Nissan Xterra S - 4x4 2006, AT, 76K, good all-weather tires, $13,500 obo. 858-345-0084

EXHIBIT A (Legal Description) Real property in the County of Deschutes, State of Oregon, described as follows:

Porsche Cayenne 2004, 86k, immac.,loaded, dealer maint, $19,500. 503-459-1580.

Toyota FJ-40 Landcruiser

1966, 350 Chev, Downey conversion, 4-spd, 4” lift, 33’s, three tops! $6500 OBO. 541-388-2875. 940

Vans CHEVY ASTRO EXT 1993 AWD mini van, 3 seats, rear barn doors, white, good tires/wheels. Pretty interior, clean, no rips or tears. Drives exc! $2950. Free trip to D.C. for WWII Vets! (541) 318-9999 or (541) 815-3639

Call 541-385-5809 to promote your service • Advertise for 28 days starting at $140 (This special package is not available on our website)

Handyman

NOTICE: Oregon state Quality Builders Electric Margo Construction • Remodels law requires anyLLC Since 1992 • Home Improvement one who contracts • Pavers • Carpentry • Lighting Upgrades for construction work • Remodeling • Decks • • Hot Tub Hook-ups to be licensed with the Window/Door 541-389-0621 Construction ConReplacement • Int/Ext www.qbelectric.net tractors Board (CCB). Paint CCB 176121 • CCB#127370 Elect An active license 541-480-3179 Lic#9-206C means the contractor Landscaping/Yard Care is bonded and inExcavating sured. Verify the NOTICE: OREGON contractor’s CCB liLevi’s Dirt Works: Landscape Contraccense through the tors Law (ORS 671) CCB Consumer Residential/Commercial General Contractor: requires all busiWebsite www.hirealicensedcontractor. For all your dirt & nesses that advertise com excavation needs. to perform Landor call 503-378-4621. • Snow Removal scape Construction The Bulletin recom• Subcontracting which includes: mends checking with • Public Works • Concrete planting, decks, the CCB prior to con- • Small & large jobs for fences, arbors, tracting with anyone. contractors/home ownwater-features, and Some other trades ers by job or hour. installation, repair of also require addi- • Driveway grading (low irrigation systems to tional licenses and cost-get rid of pot holes be licensed with the certifications. &smooth out your drive) Landscape Contrac• Custom pads large/small tors Board. This Rimrock Building & • Operated rentals & au4-digit number is to be Development LLC gering • Wet/dry utils. included in all adver17 yrs exp., small jobs CCB#194077 tisements which indito custom, plumbing, 541-639-5282 cate the business has decks, remodels. a bond, insurance and #154159 541-977-2757 Handyman workers compensation for their employComputer/Cabling Install ERIC REEVE ees. For your protecHANDY SERVICES tion call 503-378-5909 QB Digital Living Home & Commercial or use our website: •Computer Networking Repairs, www.lcb.state.or.us to •Phone/Data/TV Jacks Carpentry-Painting, check license status •Whole House Audio Pressure-washing, before contracting •Flat Screen TV & InHoney Do's. Small or with the business. stallation large jobs. On-time Persons doing land541-280-6771 promise. scape maintenance www.qbdigitalliving.com Senior Discount. do not require a LCB CCB#127370 Elect All work guaranteed. license. Lic#9-206C 541-389-3361 or Debris Removal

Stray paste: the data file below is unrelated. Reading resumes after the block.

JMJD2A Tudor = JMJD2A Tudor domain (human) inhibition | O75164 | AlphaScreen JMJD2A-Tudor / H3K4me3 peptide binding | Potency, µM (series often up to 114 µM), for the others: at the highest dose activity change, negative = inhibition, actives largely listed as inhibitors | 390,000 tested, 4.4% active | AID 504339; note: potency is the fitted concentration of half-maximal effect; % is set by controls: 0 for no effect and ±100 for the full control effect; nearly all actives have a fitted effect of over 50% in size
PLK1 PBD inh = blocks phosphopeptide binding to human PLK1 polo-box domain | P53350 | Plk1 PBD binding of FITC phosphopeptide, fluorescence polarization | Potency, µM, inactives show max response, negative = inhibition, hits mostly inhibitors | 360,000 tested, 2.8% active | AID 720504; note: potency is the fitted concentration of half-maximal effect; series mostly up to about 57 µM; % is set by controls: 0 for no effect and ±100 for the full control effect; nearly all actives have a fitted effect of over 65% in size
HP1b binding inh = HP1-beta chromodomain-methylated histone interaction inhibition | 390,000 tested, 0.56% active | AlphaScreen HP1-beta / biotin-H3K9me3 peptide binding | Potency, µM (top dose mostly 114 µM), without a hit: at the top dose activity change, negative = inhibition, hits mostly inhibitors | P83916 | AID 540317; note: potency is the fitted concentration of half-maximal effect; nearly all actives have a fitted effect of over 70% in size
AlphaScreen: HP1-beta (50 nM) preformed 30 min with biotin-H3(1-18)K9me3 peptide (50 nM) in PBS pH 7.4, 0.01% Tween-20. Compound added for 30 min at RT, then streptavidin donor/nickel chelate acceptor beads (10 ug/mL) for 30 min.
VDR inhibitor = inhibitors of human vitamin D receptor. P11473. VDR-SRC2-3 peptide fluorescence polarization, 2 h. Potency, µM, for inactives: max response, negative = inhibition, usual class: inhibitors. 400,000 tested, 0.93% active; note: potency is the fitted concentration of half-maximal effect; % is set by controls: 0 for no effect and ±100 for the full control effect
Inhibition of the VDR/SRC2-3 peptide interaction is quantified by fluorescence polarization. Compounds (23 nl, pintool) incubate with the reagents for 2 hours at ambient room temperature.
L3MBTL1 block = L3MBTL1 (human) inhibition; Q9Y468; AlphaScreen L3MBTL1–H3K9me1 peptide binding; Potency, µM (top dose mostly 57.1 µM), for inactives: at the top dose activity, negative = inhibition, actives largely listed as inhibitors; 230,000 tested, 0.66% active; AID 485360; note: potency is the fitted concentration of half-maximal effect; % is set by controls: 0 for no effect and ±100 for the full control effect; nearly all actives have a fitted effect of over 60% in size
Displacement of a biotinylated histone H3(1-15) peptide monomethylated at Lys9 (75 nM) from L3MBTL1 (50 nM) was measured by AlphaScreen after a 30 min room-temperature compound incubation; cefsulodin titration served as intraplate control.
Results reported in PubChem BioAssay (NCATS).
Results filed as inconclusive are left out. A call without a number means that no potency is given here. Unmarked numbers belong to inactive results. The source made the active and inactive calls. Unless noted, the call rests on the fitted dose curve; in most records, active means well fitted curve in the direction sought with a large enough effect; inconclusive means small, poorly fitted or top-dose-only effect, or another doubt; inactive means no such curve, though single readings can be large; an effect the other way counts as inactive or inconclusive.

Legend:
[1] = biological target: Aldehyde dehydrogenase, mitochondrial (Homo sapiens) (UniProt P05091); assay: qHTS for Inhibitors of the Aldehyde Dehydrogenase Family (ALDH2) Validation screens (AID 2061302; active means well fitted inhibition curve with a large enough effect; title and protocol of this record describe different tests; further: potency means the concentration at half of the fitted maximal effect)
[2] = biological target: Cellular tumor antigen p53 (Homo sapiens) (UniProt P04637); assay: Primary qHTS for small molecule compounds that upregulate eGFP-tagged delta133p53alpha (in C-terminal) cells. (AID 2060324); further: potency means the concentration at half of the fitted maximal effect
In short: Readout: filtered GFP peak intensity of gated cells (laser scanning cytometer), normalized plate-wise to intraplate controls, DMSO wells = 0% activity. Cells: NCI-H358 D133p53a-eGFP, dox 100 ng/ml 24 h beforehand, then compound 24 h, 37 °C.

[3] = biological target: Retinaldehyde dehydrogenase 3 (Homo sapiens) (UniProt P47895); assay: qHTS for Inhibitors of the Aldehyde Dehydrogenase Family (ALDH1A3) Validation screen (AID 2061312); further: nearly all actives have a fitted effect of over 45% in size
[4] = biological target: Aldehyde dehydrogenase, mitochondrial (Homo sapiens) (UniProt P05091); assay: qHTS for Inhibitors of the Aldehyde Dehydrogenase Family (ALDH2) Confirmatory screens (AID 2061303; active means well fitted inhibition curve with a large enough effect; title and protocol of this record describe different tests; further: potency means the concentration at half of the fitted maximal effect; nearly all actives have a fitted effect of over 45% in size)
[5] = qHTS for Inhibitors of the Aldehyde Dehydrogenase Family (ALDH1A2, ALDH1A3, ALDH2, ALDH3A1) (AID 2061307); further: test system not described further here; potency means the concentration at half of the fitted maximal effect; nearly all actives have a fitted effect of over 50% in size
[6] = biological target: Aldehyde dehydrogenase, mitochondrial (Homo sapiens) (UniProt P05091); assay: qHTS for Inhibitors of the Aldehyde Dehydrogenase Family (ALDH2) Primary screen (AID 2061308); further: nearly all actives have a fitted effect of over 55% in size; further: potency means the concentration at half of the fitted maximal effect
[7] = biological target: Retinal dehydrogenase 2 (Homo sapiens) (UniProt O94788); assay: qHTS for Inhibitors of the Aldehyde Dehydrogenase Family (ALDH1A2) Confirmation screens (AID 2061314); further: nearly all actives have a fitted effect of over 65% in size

JUNK BE GONE

I Haul Away FREE

For Salvage. Also Cleanups & Cleanouts Mel, 541-389-8107

541-771-4463 Bonded & Insured CCB#181595

I DO THAT! Home/Rental repairs Small jobs to remodels Fall jobs before Winter CB#151573 Dennis 541-317-9768

Call 541-280-6611